Editors' ChoiceNeurodegenerative Disease

A QuICR test to diagnose Parkinson’s disease

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Science Translational Medicine  13 Jan 2021:
Vol. 13, Issue 576, eabg1761
DOI: 10.1126/scitranslmed.abg1761


Refined conditions permit rapid detection of proteopathic α-synuclein seeds in cerebrospinal fluid from patients with Parkinson’s disease.

Parkinson’s disease (PD) is one of several neurodegenerative diseases characterized by accumulation of fibrillar aggregates of α-synuclein (αSyn) protein, termed synucleinopathies. Although there are currently no definitive laboratory or imaging diagnostic tests for PD in clinical practice, advances in fluorescence-based protein amplification assays have enabled the detection of minute quantities of pathologically misfolded αSyn “seeds” in biological tissues based on the phenomenon that misfolded αSyn seeds trigger the polymerization of recombinant αSyn monomer protein in the reaction vessel. This approach has been used in multiple paradigms, including real-time quaking–induced conversion (RT-QuIC) and protein misfolding cyclic amplification (PMCA), and showed high sensitivity and specificity for distinguishing cerebrospinal fluid (CSF) from patients with PD versus controls. One major limitation so far has been the long incubation time required to obtain results, ranging from 5–13 days. Now, Orru et al. report that optimization of reaction conditions can shorten this time to 1 to2 days while maintaining comparable sensitivity and specificity, a method they termed rapid real-time quaking–induced conversion or RT-QuICR.

Using CSF samples from the Bio-FIND database obtained from participants with moderate to advanced PD and healthy controls, the authors optimized conditions including αSyn substrate, reaction temperature, buffer composition, and shaking parameters to achieve 97% sensitivity and 87% specificity for a binary positive/negative decision after 48 hours of incubation, with high concordance compared with first-generation RT-QuIC and PMCA. Additional analyses using the participants clinical data demonstrated an inverse relationship between the lag time to develop fluorescence signal and questionnaire scores for REM sleep behavior disorder, a recognized prodromal condition that often progresses to PD. This suggests that RT-QuICR may be able to distinguish between clinical subtypes of synucleinopathy, presumably due to differences in seeding characteristics of the αSyn aggregates present in distinct patient groups.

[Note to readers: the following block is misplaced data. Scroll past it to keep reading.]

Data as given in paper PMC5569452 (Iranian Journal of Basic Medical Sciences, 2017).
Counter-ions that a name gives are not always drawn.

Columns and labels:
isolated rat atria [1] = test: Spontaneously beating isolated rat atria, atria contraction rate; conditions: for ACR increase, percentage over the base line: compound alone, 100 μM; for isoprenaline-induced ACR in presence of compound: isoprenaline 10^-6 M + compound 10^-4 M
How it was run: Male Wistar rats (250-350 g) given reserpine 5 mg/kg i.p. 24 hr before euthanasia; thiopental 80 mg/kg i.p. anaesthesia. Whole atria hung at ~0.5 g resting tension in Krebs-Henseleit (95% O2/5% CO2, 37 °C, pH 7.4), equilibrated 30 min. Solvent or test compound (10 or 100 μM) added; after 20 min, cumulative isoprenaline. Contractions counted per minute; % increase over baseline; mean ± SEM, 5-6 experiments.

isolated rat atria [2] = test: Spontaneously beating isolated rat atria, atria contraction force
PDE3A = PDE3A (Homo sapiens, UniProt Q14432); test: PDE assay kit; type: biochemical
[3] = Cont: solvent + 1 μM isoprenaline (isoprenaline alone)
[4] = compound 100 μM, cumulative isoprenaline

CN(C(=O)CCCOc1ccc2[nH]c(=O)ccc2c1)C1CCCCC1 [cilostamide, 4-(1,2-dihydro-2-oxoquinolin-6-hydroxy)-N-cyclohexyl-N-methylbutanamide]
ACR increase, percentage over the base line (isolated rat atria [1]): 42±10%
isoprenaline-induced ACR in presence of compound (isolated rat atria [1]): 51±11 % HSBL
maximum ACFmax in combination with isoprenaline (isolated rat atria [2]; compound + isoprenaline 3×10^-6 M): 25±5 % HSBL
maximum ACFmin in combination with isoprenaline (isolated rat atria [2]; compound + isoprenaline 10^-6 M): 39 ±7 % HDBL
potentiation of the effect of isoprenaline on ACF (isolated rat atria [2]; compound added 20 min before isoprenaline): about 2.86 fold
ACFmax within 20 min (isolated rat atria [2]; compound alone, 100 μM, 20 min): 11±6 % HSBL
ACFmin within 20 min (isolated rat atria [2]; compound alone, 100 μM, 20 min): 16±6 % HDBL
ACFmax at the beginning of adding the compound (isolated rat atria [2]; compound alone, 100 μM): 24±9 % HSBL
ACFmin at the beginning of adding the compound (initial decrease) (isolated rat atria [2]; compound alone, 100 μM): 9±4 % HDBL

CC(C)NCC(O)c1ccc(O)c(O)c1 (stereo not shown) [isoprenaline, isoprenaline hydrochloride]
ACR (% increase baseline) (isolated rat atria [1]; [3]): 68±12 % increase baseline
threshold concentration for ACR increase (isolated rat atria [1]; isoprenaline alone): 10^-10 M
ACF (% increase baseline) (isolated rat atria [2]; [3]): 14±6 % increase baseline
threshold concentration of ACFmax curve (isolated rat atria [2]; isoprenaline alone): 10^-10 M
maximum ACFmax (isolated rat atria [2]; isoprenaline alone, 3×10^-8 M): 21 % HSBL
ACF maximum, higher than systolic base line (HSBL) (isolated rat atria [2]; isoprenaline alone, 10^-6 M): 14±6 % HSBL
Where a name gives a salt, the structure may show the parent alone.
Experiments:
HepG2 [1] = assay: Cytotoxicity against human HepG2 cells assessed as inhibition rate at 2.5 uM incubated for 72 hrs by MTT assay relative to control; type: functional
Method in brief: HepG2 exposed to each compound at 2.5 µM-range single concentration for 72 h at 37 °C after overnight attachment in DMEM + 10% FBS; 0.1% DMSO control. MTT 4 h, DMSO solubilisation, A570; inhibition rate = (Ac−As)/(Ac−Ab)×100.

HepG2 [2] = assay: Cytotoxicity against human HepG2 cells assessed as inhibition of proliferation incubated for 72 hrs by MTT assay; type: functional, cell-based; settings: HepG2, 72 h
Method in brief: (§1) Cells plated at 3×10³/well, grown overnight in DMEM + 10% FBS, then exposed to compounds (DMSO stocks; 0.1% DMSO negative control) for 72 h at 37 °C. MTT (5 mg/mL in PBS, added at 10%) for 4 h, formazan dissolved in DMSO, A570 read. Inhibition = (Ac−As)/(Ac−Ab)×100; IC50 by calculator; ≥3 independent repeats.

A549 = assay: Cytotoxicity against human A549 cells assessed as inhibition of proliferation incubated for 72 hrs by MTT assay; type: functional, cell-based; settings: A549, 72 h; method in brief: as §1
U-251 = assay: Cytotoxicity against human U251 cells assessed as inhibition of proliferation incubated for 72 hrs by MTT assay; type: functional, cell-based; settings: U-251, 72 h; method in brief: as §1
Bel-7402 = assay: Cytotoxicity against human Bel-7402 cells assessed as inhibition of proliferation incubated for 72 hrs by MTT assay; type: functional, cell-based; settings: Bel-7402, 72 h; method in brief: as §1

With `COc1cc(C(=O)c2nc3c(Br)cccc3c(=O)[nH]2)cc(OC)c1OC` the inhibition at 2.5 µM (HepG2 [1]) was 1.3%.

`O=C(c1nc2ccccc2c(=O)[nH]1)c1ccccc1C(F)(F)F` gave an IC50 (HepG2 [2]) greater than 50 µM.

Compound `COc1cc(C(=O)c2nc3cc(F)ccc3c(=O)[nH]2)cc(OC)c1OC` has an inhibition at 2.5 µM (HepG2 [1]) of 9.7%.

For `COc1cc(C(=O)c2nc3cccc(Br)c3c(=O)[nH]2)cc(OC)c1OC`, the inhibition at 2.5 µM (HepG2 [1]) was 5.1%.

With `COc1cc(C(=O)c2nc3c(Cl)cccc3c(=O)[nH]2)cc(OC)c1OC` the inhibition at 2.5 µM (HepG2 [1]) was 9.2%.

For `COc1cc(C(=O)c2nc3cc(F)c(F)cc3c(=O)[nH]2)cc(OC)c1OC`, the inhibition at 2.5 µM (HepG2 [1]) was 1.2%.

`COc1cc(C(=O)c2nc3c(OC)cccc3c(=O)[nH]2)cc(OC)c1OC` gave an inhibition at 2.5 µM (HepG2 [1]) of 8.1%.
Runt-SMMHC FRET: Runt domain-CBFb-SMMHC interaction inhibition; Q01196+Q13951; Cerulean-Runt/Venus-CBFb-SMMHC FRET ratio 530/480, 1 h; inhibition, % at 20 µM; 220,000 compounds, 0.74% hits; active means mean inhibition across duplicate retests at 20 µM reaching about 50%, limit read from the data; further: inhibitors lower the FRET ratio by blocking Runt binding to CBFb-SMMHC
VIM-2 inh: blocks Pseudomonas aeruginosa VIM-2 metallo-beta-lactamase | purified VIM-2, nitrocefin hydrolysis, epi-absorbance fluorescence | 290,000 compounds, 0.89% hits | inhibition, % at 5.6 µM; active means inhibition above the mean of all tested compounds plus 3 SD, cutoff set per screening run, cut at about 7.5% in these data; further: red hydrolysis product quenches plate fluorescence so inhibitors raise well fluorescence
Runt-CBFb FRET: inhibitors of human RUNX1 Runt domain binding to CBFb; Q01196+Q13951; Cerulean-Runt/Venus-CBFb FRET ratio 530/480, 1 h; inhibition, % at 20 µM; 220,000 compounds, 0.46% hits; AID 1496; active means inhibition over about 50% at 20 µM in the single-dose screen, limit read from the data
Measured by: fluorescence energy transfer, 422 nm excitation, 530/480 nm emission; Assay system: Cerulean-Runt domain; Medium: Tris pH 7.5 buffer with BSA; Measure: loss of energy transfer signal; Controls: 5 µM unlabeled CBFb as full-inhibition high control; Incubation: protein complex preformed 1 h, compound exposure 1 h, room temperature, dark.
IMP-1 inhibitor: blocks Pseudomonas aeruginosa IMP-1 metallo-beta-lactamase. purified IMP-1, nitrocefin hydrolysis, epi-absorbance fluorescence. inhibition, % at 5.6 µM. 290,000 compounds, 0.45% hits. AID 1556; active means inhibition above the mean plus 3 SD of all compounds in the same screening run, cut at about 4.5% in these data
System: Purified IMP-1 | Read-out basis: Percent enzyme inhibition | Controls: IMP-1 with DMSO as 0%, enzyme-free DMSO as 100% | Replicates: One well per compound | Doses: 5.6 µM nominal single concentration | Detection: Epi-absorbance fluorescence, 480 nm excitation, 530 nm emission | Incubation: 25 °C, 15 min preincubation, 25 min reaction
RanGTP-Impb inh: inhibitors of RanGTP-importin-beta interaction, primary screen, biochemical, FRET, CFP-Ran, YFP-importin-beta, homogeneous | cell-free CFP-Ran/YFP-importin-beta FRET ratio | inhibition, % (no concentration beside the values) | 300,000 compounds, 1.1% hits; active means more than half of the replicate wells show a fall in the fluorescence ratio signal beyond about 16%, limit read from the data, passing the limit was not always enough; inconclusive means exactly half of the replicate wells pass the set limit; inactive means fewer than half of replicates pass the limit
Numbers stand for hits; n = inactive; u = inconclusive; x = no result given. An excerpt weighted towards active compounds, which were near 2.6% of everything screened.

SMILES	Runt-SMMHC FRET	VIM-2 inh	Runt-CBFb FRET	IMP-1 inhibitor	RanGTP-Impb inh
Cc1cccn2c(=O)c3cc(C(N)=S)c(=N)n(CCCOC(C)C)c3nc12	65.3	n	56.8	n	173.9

As the authors note, additional studies are warranted to further define the diagnostic utility of RT-QuICR not only for prodromal, early, and advanced stages of PD, but for other synucleinopathies including PD dementia, dementia with Lewy bodies, and multiple system atrophy. Going forward, detailed characterization of the fluorescence signature obtainable from αSyn amplification assays will need to be carefully correlated with clinical and neuropathological features in order to maximize their utility for diagnostic purposes and to guide disease-modifying therapeutic trials for synucleinopathies.

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